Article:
"Things fall apart" describes a common road to death, but not our bodies' only one. An orderly demise-programmed cell death-may lie behind illnesses from Alzheimer's to AIDS. By William Burton
Illustrations by Allen Carroll
By William Burton
"Dying," observed W. Somerset Maugham, "is a very dull, dreary affair. And my advice to you is to have nothing whatever to do with it." Shunning this counsel, cell biologists and medical researchers avidly studying the subject have found that-as it transpires in the individual cells that compose us-death is a fascinating affair, full of mystery and surprise. Cells, it turns out, are active players in their own demise, and stand ever ready to fall on their swords in flamboyant suicide.
In the last seven years, scientists have found that just as cells weigh many signals in deciding when to grow and divide, they similarly struggle with their very will to live. Each cell, in effect, carries a dagger with which to kill itself when told it is irretrievably damaged or no longer needed. A cell infected by a virus or injured by radiation, for example, serves the greater good of the organism by giving its life to prevent the damage from spreading. A controlled die-off of cells is what shrinks swollen lymph glands back to size after a cold subsides. And, since human embryonic development roughly retraces the course of our evolution, the fact that we are not all born with webbed fingers and toes and prodigious tails is only thanks to some judicious cellular pruning in utero.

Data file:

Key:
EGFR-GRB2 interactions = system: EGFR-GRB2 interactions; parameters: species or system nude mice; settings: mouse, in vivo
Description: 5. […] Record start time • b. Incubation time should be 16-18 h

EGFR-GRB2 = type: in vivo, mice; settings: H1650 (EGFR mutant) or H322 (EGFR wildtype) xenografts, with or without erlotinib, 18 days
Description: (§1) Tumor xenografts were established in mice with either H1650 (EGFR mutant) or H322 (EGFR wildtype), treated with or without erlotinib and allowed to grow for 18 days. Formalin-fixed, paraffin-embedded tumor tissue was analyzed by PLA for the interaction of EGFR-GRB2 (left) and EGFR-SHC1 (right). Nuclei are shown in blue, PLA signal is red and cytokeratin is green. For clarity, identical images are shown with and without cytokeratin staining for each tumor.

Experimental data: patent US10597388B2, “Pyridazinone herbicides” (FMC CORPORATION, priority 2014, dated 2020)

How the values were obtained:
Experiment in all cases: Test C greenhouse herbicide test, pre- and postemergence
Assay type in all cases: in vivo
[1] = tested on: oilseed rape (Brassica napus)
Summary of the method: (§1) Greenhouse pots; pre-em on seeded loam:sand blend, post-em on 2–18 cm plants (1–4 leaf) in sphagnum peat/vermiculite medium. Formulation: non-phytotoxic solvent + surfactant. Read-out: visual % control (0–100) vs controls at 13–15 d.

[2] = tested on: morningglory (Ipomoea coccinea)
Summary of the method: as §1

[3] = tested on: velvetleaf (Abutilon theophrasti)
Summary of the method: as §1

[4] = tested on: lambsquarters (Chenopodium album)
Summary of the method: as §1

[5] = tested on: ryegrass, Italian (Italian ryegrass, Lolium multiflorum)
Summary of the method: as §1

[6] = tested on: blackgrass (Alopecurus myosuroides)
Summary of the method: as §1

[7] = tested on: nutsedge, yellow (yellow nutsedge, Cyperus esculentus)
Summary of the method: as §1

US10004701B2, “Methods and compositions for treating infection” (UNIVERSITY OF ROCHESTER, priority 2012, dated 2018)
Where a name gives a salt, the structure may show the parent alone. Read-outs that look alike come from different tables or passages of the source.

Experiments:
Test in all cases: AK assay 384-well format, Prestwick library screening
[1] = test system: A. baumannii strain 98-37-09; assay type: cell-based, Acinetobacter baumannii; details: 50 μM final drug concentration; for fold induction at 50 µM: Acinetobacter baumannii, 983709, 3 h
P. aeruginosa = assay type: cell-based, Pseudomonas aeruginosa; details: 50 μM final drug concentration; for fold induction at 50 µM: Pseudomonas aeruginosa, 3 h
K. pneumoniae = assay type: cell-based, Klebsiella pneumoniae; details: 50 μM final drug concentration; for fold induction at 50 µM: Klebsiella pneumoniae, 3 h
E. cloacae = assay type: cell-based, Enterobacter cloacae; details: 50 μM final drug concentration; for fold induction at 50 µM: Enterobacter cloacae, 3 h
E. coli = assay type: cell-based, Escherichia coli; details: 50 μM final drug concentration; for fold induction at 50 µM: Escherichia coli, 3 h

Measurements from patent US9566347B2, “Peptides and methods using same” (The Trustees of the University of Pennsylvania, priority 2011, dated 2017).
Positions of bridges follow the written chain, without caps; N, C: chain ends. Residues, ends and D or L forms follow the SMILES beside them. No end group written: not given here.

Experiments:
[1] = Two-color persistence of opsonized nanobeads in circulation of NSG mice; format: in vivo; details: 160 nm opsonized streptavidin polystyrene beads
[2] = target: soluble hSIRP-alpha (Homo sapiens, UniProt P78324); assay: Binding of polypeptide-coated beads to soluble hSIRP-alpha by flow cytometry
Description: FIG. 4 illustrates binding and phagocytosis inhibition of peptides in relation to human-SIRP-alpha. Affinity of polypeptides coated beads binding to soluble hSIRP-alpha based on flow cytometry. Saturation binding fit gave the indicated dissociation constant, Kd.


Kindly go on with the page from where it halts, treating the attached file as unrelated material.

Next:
Researchers, including at least half a dozen at Chicago, are learning that derangements in the machinery for cell suicide may underlie many diseases. AIDS, osteoporosis, and degenerative brain disorders like Alzheimer's and Parkinson's may be the result of cells having a lemming-like propensity to plunge into the abyss without cause. And cancer, autoimmune diseases, and viral sicknesses may arise when cells fail to carry out their suicide pact and instead embark upon unwarranted immortality.
Scientists' current fascination with death began when they noticed that cells meet their end by two very different means. A cell can be murdered by poison or suffocation and die by necrosis, a messy but passive departure: The membrane begins to leak, water and calcium rush in, and the cell bursts, spewing debris over the whole crime scene. This gory deed causes the body to send in a SWAT team of white blood cells, and inflammation ensues-yet any infectious perpetrators, such as viruses, may well escape to strike again.
It was not until 1972 that Andrew Wyllie and
Continue reading "Death by design"
Mary Crane and Jose Quintans feature new cell-death research in a hands-on lab for undergraduates.